At a recent oral argument, a three-judge panel of the U.S. Court of Appeals for the D.C. Circuit questioned FCC attorneys on the agency’s interpretation of the definition of an “automatic telephone dialing system” or “autodialer.” ACA International, a trade group representing third-party debt collectors, filed suit last year seeking judicial review of the FCC’s July 2015 interpretive ruling on the Telephone Consumer Protection Act (TCPA). A number of other business and organizations have similarly petitioned the court in opposition to the ruling or participated as amici curiae in support.

These actions have been consolidated into one case before the D.C. Circuit, and the panel heard oral arguments on the substance of the petition earlier this month. The judges’ questions made clear they are grappling with the agency’s interpretation of “autodialer” to include a device’s “capacity” to dial random or sequential numbers. The court also focused on the impact that ambiguities in the statute may have on businesses, including whether companies may cease using autodialers altogether and the burden of compliance.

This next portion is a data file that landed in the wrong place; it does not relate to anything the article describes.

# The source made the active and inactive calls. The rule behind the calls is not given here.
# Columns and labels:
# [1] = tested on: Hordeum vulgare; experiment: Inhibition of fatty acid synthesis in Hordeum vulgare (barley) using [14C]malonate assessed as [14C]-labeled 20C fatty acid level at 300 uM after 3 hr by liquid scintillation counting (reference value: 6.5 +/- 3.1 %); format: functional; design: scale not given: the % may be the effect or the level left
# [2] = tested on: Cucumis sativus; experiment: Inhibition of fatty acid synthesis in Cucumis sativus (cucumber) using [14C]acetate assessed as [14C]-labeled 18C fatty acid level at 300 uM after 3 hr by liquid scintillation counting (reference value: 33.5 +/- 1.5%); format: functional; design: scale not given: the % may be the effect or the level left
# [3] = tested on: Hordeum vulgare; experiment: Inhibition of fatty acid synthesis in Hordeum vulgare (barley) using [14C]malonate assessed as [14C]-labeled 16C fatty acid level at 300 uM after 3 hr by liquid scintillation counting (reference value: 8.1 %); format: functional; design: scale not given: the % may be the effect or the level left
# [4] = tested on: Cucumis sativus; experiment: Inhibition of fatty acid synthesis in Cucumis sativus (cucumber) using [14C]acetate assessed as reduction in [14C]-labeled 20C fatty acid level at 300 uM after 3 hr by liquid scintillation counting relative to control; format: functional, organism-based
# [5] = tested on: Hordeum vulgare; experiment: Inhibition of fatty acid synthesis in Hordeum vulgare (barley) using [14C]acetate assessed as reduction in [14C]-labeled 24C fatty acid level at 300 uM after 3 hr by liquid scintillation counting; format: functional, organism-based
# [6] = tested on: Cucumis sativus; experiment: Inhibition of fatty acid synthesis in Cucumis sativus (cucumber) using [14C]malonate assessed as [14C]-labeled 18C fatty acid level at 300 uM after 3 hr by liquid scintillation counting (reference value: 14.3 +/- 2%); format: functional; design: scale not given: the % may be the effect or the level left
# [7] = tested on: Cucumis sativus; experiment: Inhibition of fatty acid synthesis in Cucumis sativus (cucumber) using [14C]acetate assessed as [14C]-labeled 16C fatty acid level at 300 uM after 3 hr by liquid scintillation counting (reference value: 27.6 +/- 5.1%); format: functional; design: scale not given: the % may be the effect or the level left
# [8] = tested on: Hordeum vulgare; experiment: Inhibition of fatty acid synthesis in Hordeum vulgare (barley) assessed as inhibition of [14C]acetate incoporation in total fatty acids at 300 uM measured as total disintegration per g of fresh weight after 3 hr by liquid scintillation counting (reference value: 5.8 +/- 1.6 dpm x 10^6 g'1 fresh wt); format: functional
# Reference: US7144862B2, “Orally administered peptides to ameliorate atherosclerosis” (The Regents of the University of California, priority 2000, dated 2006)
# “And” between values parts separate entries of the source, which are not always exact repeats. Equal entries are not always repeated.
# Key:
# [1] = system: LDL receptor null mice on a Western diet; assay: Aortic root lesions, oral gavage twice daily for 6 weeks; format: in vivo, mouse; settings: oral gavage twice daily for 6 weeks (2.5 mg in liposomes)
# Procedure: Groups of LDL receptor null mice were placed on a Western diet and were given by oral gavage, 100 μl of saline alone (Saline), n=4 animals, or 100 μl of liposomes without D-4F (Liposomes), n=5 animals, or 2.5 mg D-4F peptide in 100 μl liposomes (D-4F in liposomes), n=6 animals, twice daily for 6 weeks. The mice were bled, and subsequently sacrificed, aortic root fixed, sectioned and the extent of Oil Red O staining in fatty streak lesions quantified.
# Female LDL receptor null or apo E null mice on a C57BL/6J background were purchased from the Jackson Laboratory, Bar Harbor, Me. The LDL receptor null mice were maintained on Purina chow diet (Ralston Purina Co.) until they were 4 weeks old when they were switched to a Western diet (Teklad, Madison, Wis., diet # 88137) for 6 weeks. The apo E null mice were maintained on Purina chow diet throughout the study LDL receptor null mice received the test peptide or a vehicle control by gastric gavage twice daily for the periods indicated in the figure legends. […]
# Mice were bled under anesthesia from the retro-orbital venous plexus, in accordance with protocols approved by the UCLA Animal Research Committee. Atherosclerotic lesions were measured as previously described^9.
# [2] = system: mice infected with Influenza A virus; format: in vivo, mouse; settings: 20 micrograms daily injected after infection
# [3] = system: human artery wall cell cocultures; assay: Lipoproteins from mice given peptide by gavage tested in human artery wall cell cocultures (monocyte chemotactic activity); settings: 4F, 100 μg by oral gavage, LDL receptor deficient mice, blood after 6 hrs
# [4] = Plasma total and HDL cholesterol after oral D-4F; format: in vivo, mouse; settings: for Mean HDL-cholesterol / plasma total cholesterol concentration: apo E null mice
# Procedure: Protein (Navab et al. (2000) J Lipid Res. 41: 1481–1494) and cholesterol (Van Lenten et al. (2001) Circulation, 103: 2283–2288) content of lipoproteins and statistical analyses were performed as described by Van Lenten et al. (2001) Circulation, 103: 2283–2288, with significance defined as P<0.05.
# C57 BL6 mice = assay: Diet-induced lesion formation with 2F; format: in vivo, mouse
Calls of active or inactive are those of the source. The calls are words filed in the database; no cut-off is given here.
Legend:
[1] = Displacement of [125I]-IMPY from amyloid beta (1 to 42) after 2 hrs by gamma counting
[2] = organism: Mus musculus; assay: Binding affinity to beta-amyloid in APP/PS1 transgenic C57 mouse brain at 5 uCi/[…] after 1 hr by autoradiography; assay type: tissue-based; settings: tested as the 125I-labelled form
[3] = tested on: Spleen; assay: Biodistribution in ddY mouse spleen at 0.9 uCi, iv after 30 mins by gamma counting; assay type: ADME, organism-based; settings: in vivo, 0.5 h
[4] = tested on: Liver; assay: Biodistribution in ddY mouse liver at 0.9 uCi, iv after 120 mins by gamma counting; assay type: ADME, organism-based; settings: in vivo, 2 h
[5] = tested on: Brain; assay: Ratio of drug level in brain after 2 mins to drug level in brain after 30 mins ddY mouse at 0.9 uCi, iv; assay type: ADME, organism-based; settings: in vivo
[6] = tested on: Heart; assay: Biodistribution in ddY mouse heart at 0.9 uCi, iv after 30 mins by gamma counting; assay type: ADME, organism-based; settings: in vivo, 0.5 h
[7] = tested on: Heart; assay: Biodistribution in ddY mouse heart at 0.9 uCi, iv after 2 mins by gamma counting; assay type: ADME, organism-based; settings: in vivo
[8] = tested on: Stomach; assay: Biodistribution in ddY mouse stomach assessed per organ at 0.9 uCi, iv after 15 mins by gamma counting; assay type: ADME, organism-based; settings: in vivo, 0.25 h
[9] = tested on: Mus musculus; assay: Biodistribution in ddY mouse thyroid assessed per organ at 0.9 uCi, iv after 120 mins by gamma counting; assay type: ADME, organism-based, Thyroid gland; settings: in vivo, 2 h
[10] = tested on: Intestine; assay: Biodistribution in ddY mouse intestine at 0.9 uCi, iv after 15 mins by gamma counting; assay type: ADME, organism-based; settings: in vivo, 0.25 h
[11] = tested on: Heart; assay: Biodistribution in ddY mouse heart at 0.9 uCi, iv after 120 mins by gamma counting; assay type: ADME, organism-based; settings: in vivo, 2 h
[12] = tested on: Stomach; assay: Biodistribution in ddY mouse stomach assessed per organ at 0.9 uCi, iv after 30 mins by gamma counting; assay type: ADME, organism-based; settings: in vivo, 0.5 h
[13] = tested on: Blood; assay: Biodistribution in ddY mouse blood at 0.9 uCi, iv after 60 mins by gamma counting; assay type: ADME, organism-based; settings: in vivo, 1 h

Separately, the FCC’s trial attorney noted that the agency does not consider smartphones to qualify as automated dialing equipment per se. But the FCC agreed that a smartphone would be considered an autodialer in a particular hypothetical scenario: specifically, if a telemarketing company employee downloaded a company application that enabled autodialing to her smartphone, then used the same phone over the weekend to call a phone number.

TIP: While courts and the FCC grapple with the definition of “autodialer” companies can be left in limbo. It is thus worth examining the technology used to place calls carefully to see if it might fall within the term’s definition.